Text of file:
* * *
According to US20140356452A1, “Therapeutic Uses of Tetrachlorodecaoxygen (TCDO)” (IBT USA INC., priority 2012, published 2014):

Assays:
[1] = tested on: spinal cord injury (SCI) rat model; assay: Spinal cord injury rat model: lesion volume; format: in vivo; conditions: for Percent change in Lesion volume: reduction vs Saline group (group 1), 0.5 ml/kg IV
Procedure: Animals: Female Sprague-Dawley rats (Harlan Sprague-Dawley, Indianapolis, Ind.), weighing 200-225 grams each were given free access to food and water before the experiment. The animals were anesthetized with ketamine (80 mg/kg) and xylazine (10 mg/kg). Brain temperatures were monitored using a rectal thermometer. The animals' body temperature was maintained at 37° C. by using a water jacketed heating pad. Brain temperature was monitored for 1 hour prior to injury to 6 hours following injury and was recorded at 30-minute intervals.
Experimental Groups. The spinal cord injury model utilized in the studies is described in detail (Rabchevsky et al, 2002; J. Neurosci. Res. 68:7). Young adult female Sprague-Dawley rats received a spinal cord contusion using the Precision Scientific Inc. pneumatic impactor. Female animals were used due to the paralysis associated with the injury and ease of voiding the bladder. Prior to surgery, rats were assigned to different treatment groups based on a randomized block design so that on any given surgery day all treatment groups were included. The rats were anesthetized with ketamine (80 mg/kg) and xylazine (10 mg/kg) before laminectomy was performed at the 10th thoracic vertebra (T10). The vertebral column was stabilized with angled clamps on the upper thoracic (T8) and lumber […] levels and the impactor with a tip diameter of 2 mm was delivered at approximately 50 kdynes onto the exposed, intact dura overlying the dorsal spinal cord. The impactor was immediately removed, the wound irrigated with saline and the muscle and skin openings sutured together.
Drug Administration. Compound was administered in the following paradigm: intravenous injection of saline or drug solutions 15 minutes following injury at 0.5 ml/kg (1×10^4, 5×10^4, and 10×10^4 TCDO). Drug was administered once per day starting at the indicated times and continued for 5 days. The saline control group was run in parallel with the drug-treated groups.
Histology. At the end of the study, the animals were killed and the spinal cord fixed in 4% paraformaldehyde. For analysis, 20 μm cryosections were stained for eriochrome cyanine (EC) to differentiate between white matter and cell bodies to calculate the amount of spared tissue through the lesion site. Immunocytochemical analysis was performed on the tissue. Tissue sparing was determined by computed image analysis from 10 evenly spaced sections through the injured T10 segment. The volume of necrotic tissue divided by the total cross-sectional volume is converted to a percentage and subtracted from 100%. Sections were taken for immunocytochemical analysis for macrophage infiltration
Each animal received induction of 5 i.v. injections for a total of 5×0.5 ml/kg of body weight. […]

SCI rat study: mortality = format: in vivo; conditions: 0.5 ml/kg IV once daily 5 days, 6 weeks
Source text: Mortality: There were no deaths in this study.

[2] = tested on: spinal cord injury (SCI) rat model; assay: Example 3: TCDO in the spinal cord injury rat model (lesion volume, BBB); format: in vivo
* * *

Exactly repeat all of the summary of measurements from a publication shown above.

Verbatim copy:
According to US20140356452A1, “Therapeutic Uses of Tetrachlorodecaoxygen (TCDO)” (IBT USA INC., priority 2012, published 2014):

Assays:
[1] = tested on: spinal cord injury (SCI) rat model; assay: Spinal cord injury rat model: lesion volume; format: in vivo; conditions: for Percent change in Lesion volume: reduction vs Saline group (group 1), 0.5 ml/kg IV
Procedure: Animals: Female Sprague-Dawley rats (Harlan Sprague-Dawley, Indianapolis, Ind.), weighing 200-225 grams each were given free access to food and water before the experiment. The animals were anesthetized with ketamine (80 mg/kg) and xylazine (10 mg/kg). Brain temperatures were monitored using a rectal thermometer. The animals' body temperature was maintained at 37° C. by using a water jacketed heating pad. Brain temperature was monitored for 1 hour prior to injury to 6 hours following injury and was recorded at 30-minute intervals.
Experimental Groups. The spinal cord injury model utilized in the studies is described in detail (Rabchevsky et al, 2002; J. Neurosci. Res. 68:7). Young adult female Sprague-Dawley rats received a spinal cord contusion using the Precision Scientific Inc. pneumatic impactor. Female animals were used due to the paralysis associated with the injury and ease of voiding the bladder. Prior to surgery, rats were assigned to different treatment groups based on a randomized block design so that on any given surgery day all treatment groups were included. The rats were anesthetized with ketamine (80 mg/kg) and xylazine (10 mg/kg) before laminectomy was performed at the 10th thoracic vertebra (T10). The vertebral column was stabilized with angled clamps on the upper thoracic (T8) and lumber […] levels and the impactor with a tip diameter of 2 mm was delivered at approximately 50 kdynes onto the exposed, intact dura overlying the dorsal spinal cord. The impactor was immediately removed, the wound irrigated with saline and the muscle and skin openings sutured together.
Drug Administration. Compound was administered in the following paradigm: intravenous injection of saline or drug solutions 15 minutes following injury at 0.5 ml/kg (1×10^4, 5×10^4, and 10×10^4 TCDO). Drug was administered once per day starting at the indicated times and continued for 5 days. The saline control group was run in parallel with the drug-treated groups.
Histology. At the end of the study, the animals were killed and the spinal cord fixed in 4% paraformaldehyde. For analysis, 20 μm cryosections were stained for eriochrome cyanine (EC) to differentiate between white matter and cell bodies to calculate the amount of spared tissue through the lesion site. Immunocytochemical analysis was performed on the tissue. Tissue sparing was determined by computed image analysis from 10 evenly spaced sections through the injured T10 segment. The volume of necrotic tissue divided by the total cross-sectional volume is converted to a percentage and subtracted from 100%. Sections were taken for immunocytochemical analysis for macrophage infiltration
Each animal received induction of 5 i.v. injections for a total of 5×0.5 ml/kg of body weight. […]

SCI rat study: mortality = format: in vivo; conditions: 0.5 ml/kg IV once daily 5 days, 6 weeks
Source text: Mortality: There were no deaths in this study.

[2] = tested on: spinal cord injury (SCI) rat model; assay: Example 3: TCDO in the spinal cord injury rat model (lesion volume, BBB); format: in vivo